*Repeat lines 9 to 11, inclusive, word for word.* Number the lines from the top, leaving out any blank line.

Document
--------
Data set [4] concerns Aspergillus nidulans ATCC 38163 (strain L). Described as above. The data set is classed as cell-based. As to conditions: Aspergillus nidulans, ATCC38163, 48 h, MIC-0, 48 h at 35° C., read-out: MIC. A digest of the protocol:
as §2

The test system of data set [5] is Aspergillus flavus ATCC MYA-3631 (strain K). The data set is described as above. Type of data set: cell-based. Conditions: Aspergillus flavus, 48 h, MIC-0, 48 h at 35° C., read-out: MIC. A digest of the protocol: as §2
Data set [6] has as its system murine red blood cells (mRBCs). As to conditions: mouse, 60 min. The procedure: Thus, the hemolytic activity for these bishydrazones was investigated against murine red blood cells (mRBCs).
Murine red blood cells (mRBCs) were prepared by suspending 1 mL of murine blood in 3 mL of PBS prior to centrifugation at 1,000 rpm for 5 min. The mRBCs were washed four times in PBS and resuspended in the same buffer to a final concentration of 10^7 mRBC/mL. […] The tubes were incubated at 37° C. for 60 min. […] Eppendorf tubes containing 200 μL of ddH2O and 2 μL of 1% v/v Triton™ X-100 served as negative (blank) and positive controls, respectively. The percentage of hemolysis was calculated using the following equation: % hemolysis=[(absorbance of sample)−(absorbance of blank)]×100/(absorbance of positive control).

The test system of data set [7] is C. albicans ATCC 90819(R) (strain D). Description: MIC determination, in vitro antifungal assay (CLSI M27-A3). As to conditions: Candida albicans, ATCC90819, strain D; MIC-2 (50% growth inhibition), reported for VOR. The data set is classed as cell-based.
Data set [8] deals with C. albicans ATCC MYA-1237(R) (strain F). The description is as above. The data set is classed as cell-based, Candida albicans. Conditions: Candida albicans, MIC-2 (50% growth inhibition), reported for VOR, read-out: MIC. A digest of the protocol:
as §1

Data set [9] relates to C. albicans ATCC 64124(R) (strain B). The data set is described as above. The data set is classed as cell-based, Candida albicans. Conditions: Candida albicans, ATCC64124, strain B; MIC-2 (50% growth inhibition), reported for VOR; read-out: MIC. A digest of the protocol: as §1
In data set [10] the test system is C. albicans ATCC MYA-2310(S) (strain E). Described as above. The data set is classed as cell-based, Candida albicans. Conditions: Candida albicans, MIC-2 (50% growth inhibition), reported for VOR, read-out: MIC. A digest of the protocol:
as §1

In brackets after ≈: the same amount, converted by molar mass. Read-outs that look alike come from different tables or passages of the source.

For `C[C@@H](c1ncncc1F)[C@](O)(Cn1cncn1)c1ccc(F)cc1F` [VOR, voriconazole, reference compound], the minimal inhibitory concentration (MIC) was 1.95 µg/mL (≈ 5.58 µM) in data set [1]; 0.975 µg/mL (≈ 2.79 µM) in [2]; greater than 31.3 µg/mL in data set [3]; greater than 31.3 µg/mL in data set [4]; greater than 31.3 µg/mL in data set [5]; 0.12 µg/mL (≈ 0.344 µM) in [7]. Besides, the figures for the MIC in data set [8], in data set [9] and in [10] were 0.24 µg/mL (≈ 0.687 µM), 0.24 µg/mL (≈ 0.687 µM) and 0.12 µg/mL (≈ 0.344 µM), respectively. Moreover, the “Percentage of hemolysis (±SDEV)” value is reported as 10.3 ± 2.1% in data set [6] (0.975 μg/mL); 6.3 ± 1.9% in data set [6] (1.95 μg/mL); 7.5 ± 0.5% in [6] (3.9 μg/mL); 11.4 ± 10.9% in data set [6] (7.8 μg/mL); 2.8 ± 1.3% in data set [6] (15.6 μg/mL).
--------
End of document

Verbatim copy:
Data set [9] relates to C. albicans ATCC 64124(R) (strain B). The data set is described as above. The data set is classed as cell-based, Candida albicans. Conditions: Candida albicans, ATCC64124, strain B; MIC-2 (50% growth inhibition), reported for VOR; read-out: MIC. A digest of the protocol: as §1
In data set [10] the test system is C. albicans ATCC MYA-2310(S) (strain E). Described as above. The data set is classed as cell-based, Candida albicans. Conditions: Candida albicans, MIC-2 (50% growth inhibition), reported for VOR, read-out: MIC. A digest of the protocol:
as §1